Despite protests from parents saying it will disrupt families, three more Salt Lake elementary schools will move to a year-round schedule in July in an attempt to boost the academic performance of at-risk students.
The Salt Lake Board of Education voted 6-0 Tuesday night to switch the three schools from a traditional to a year-round schedule. The schools are Bennion, 429 S. Eighth East; Franklin, 1140 W. Fourth South; and Parkview, 1250 W. Mead Ave. (980 South). The district's self-contained gifted program located at Bennion will also adopt a year-round schedule.The schools join Whittier, 1568 S. Third East, which moved to year round for academic reasons in 1987.
In other Utah school districts, schools have moved to year round to meet enrollment pressures, but Salt Lake moved Whittier to a 12-month schedule in attempt to raise lagging test scores at the inner-city school.
District officials say research indicates that a year-round calendar minimizes the academic losses that occur during a long summer break. The 12-month schedule also allows opportunities for remedial and enrichment classes during the interim breaks.
Under the district's year-round plan, the students attend school for 45 days and then have a 15-day break. They can have a vacation or attend classes during the interim. There is also a five-week summer vacation during June and July.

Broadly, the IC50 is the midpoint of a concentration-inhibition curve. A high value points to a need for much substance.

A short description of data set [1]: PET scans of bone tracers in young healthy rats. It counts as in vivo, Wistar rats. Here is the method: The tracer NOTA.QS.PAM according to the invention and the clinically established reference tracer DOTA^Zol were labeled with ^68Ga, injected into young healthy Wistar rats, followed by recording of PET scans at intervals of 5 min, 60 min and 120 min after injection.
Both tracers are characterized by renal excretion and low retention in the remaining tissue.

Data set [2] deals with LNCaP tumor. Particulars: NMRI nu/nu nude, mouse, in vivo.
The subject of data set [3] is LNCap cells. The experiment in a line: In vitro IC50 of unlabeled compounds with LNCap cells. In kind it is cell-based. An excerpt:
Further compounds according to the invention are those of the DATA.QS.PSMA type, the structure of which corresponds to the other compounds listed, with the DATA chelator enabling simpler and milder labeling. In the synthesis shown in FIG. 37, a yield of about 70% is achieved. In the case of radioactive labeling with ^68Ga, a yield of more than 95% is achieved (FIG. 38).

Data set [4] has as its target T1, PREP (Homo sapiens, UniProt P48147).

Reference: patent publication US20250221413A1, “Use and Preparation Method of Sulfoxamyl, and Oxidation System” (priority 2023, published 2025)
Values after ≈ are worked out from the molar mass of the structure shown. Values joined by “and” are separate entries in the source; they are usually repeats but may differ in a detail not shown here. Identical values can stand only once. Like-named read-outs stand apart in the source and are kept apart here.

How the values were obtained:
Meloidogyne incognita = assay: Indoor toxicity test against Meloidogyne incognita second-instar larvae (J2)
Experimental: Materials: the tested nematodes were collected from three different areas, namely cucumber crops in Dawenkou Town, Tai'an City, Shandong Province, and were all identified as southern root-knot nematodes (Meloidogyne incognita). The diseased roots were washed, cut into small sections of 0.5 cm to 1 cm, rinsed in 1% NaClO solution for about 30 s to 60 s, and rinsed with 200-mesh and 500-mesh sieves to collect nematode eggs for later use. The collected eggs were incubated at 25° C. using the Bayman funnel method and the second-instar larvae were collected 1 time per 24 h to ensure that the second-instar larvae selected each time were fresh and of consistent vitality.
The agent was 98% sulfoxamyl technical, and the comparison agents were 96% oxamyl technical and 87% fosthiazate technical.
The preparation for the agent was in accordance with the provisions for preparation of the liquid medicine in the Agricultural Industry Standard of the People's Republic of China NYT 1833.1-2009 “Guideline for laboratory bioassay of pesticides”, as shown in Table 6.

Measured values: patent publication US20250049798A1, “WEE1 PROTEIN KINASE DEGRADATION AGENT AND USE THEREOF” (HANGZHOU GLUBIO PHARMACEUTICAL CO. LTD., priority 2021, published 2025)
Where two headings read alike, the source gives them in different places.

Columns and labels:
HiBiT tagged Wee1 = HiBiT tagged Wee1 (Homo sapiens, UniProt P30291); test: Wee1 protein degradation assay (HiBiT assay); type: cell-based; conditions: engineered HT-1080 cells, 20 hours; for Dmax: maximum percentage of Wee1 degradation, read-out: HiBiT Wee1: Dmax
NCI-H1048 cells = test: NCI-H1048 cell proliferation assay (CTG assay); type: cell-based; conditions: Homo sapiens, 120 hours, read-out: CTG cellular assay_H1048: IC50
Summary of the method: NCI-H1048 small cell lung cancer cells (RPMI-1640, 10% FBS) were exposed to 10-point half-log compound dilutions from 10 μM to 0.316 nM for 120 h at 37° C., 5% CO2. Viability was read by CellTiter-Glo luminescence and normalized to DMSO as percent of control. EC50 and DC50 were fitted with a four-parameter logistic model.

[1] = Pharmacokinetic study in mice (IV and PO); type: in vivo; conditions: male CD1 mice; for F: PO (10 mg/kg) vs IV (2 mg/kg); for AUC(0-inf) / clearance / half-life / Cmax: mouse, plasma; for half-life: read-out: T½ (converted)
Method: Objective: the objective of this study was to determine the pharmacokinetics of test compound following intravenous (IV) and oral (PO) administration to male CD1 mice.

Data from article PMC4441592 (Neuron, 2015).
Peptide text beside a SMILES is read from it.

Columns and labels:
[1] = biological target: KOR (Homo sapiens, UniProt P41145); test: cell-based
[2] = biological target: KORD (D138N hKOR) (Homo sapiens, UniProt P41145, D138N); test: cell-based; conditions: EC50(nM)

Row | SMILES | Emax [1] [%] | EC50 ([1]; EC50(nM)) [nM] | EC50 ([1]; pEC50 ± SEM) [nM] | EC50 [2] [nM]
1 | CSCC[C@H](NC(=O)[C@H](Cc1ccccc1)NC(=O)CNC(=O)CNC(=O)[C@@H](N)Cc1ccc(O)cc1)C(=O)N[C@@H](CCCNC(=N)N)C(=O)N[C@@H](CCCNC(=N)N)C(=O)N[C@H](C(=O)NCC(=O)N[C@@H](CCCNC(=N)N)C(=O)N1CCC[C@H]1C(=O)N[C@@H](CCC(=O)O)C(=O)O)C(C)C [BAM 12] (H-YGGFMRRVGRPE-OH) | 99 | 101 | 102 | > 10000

The three elementary schools held elections where parents approved the move to year round. Several parents from Bennion, who spoke before the board's vote, said that support is marginal, with approval winning by only seven votes.
"Families will have children split between nine-month and 12-month schedules, further complicating the already difficult task of keeping families together," said Bennion parent Loren Evans.
Other parents echoed his theme, also complaining year-round would drive a wedge into family unity.
"It will make it totally impossible for my family to take any vacation or have activities this summer," said Mel Pederson.
Kent Fetzer called the school's attempts to convince parents of year-round worthiness "well-intentioned railroading."
But Bennion principal Phyllis White said less than 10 percent of the school's parents attended the eight meetings explaining the year-round concept. She said she was unaware of the parental opposition, because they had not approached her.
Parkview principal Jan Wilde, who had been a principal at a Provo school that moved to year round, said parents raised similar objections there, but they grew to like the schedule after families and schools worked out schedule problems. "It's a process of change for the school and change for the family."
All board members said they liked the year-round concept. Members Steven Olsen and Stephen Boyden said they have had to or will have to adjust their own families' schedules because of students attending year-round school.